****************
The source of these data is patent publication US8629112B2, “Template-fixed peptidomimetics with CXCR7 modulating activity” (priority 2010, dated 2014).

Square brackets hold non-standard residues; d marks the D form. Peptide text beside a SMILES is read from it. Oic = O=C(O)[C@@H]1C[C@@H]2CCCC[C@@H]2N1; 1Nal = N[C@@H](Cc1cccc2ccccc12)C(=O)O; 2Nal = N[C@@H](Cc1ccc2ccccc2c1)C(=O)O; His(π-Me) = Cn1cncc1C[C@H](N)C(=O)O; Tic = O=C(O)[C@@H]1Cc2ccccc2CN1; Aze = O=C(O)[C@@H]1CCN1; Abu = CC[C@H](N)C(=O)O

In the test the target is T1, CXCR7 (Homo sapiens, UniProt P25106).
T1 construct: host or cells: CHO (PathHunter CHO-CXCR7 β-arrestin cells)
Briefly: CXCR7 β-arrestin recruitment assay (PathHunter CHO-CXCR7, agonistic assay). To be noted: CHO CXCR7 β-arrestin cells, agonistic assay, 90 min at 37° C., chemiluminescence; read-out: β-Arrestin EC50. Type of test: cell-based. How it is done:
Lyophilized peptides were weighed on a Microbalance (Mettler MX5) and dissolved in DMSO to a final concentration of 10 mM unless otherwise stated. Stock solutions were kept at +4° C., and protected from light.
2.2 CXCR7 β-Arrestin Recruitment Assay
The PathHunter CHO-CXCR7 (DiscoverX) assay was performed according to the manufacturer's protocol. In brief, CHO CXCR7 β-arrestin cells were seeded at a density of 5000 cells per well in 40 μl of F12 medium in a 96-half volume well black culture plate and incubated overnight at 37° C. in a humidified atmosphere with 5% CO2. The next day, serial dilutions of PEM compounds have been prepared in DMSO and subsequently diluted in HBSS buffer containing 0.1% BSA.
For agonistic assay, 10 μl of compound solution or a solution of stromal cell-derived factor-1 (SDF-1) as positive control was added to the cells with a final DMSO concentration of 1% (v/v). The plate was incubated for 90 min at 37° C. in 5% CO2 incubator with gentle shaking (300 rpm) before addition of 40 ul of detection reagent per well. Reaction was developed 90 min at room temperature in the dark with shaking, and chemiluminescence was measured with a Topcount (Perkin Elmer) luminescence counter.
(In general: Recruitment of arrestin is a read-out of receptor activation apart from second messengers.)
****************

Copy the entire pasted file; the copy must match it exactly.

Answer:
The source of these data is patent publication US8629112B2, “Template-fixed peptidomimetics with CXCR7 modulating activity” (priority 2010, dated 2014).

Square brackets hold non-standard residues; d marks the D form. Peptide text beside a SMILES is read from it. Oic = O=C(O)[C@@H]1C[C@@H]2CCCC[C@@H]2N1; 1Nal = N[C@@H](Cc1cccc2ccccc12)C(=O)O; 2Nal = N[C@@H](Cc1ccc2ccccc2c1)C(=O)O; His(π-Me) = Cn1cncc1C[C@H](N)C(=O)O; Tic = O=C(O)[C@@H]1Cc2ccccc2CN1; Aze = O=C(O)[C@@H]1CCN1; Abu = CC[C@H](N)C(=O)O

In the test the target is T1, CXCR7 (Homo sapiens, UniProt P25106).
T1 construct: host or cells: CHO (PathHunter CHO-CXCR7 β-arrestin cells)
Briefly: CXCR7 β-arrestin recruitment assay (PathHunter CHO-CXCR7, agonistic assay). To be noted: CHO CXCR7 β-arrestin cells, agonistic assay, 90 min at 37° C., chemiluminescence; read-out: β-Arrestin EC50. Type of test: cell-based. How it is done:
Lyophilized peptides were weighed on a Microbalance (Mettler MX5) and dissolved in DMSO to a final concentration of 10 mM unless otherwise stated. Stock solutions were kept at +4° C., and protected from light.
2.2 CXCR7 β-Arrestin Recruitment Assay
The PathHunter CHO-CXCR7 (DiscoverX) assay was performed according to the manufacturer's protocol. In brief, CHO CXCR7 β-arrestin cells were seeded at a density of 5000 cells per well in 40 μl of F12 medium in a 96-half volume well black culture plate and incubated overnight at 37° C. in a humidified atmosphere with 5% CO2. The next day, serial dilutions of PEM compounds have been prepared in DMSO and subsequently diluted in HBSS buffer containing 0.1% BSA.
For agonistic assay, 10 μl of compound solution or a solution of stromal cell-derived factor-1 (SDF-1) as positive control was added to the cells with a final DMSO concentration of 1% (v/v). The plate was incubated for 90 min at 37° C. in 5% CO2 incubator with gentle shaking (300 rpm) before addition of 40 ul of detection reagent per well. Reaction was developed 90 min at room temperature in the dark with shaking, and chemiluminescence was measured with a Topcount (Perkin Elmer) luminescence counter.
(In general: Recruitment of arrestin is a read-out of receptor activation apart from second messengers.)